the savages. It was while on one of his trading expeditions to the
Cheyenne nation that the colonel married a young squaw of that tribe,
the daughter of the principal chief.

William Bent for his day and time was an exceptionally good man.
His integrity, his truthfulness on all occasions, and his remarkable
courage endeared him to the red and white man alike, and Fort William
prospered wonderfully under his careful and just management. Both
his brothers and St. Vrain had taken up their residence in Taos, and
upon the colonel devolved the entire charge of the busy establishment.
It soon became the most popular rendezvous of the mountaineers and
trappers, and in its immediate vicinity several tribes of Indians
took up their temporary encampment.

In 1852 Fort William was destroyed under the following strange
circumstances: It appears that the United States desired to purchase
it. Colonel Bent had decided upon a price--sixteen thousand dollars--
but the representatives of the War Department offered only twelve
thousand, which, of course, Bent refused. Negotiations were still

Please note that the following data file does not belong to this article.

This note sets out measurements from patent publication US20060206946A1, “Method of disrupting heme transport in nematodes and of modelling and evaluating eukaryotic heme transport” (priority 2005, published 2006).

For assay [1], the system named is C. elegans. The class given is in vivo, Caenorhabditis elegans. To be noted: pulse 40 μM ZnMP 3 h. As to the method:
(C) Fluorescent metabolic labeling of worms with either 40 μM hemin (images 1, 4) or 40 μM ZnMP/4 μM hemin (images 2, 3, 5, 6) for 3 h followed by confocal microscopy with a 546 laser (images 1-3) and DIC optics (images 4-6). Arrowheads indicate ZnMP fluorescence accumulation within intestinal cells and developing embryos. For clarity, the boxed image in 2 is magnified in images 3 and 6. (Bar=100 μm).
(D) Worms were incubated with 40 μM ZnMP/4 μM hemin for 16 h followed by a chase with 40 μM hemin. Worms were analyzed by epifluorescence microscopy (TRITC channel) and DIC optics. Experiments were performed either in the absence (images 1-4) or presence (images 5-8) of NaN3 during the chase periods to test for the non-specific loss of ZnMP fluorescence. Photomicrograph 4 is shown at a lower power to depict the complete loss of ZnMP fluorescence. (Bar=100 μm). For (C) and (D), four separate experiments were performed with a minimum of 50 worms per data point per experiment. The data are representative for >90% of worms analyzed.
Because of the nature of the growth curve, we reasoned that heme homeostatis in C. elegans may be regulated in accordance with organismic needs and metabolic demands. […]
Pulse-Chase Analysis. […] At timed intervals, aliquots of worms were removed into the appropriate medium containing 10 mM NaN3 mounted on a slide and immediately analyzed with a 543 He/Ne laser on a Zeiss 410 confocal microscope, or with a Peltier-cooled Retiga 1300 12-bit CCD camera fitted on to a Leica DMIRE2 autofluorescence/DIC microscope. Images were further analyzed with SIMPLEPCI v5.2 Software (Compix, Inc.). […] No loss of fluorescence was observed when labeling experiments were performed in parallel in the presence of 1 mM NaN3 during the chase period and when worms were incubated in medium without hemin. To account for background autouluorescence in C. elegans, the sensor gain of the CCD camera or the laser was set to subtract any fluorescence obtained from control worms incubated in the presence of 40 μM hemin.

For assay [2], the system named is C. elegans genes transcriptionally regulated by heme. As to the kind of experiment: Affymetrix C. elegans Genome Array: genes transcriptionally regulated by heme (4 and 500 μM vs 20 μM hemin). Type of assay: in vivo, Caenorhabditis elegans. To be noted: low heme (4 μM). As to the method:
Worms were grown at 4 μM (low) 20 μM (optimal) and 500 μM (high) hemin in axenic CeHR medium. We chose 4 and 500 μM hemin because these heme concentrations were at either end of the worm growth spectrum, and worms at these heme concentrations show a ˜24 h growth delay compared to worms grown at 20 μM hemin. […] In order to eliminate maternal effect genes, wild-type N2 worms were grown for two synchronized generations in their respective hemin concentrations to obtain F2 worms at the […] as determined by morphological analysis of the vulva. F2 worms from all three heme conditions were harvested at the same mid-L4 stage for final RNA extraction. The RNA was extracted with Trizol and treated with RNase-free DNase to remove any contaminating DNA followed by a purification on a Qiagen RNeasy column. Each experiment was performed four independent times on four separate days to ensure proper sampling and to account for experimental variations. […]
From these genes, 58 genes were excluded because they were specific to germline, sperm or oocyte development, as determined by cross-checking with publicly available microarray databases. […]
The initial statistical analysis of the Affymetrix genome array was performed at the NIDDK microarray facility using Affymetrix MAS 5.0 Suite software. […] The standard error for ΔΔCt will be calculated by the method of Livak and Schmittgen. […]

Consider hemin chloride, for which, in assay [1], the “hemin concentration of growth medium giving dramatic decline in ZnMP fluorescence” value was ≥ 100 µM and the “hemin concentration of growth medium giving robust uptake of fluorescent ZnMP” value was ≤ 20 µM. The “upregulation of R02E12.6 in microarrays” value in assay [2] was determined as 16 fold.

pending, when the colonel, growing tired of the red-tape and
circumlocution of the authorities, and while in a mad mood, removed
all his valuables from the structure, excepting some barrels of
gunpowder, and then deliberately set fire to the old landmark.
When the flames reached the powder, there was an explosion which
threw down portions of the walls, but did not wholly destroy them.
The remains of the once noted buildings stand to-day, melancholy
relics of a past epoch.

In the same year the indefatigable and indomitable colonel determined
upon erecting a much more important structure. He selected a site
on the same side of the Arkansas, in the locality known as Big Timbers.
Regarding this new venture, Colonel or Judge Moore of Las Animas,
a son-in-law of William Bent, tells in a letter to the author of
the history of Colorado the following facts:--

Leaving ten men in camp to get out stone for the new post,
Colonel Bent took a part of his outfit and went to a Kiowa
village, about two hundred miles southwest, and remained
there all winter, trading with the Kiowas and Comanches.
In the spring of 1853 he returned to Big Timbers, when
the construction of the new post was begun, and the work
continued until completed in the summer of 1854; and it
was used as a trading-post until the owner leased it to
the government in the autumn of 1859. Colonel Sedgwick had
been sent out to fight the Kiowas that year, and in the fall